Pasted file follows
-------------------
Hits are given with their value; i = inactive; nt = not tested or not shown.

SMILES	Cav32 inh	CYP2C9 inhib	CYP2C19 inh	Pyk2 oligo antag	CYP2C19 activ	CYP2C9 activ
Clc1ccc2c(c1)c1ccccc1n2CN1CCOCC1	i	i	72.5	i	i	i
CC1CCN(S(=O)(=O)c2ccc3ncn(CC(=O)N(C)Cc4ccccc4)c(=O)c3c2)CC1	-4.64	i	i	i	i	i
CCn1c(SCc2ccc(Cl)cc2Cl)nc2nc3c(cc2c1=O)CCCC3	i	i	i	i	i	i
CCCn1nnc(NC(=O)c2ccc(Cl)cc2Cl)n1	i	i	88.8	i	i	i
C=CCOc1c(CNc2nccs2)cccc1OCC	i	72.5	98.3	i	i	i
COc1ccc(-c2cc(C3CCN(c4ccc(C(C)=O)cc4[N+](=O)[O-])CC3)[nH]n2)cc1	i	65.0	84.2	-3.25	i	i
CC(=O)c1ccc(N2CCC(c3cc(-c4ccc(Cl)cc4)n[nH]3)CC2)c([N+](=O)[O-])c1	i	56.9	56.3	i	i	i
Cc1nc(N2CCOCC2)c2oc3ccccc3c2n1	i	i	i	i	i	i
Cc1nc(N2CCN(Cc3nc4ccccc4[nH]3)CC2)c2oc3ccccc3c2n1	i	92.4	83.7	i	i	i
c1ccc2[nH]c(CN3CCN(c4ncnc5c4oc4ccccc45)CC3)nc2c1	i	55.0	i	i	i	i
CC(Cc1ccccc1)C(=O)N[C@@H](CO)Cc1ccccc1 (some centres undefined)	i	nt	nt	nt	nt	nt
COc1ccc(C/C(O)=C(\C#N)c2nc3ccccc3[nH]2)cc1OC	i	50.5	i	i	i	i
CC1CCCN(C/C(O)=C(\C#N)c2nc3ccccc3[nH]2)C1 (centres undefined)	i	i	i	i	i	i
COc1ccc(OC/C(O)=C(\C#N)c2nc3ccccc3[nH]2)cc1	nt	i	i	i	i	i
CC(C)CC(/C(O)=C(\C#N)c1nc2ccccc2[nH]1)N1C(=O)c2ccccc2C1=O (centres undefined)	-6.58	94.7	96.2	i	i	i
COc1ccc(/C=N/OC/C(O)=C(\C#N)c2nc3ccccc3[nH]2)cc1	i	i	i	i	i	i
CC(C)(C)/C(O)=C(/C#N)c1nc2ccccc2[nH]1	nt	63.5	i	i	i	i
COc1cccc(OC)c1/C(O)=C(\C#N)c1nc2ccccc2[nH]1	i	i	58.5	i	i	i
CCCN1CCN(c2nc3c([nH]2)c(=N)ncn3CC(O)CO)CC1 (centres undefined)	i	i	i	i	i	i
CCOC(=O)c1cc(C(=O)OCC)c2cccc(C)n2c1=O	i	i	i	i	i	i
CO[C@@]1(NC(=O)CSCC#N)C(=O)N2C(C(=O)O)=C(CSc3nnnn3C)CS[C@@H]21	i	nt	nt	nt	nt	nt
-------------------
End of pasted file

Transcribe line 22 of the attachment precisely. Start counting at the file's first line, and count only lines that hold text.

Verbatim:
CCOC(=O)c1cc(C(=O)OCC)c2cccc(C)n2c1=O	i	i	i	i	i	i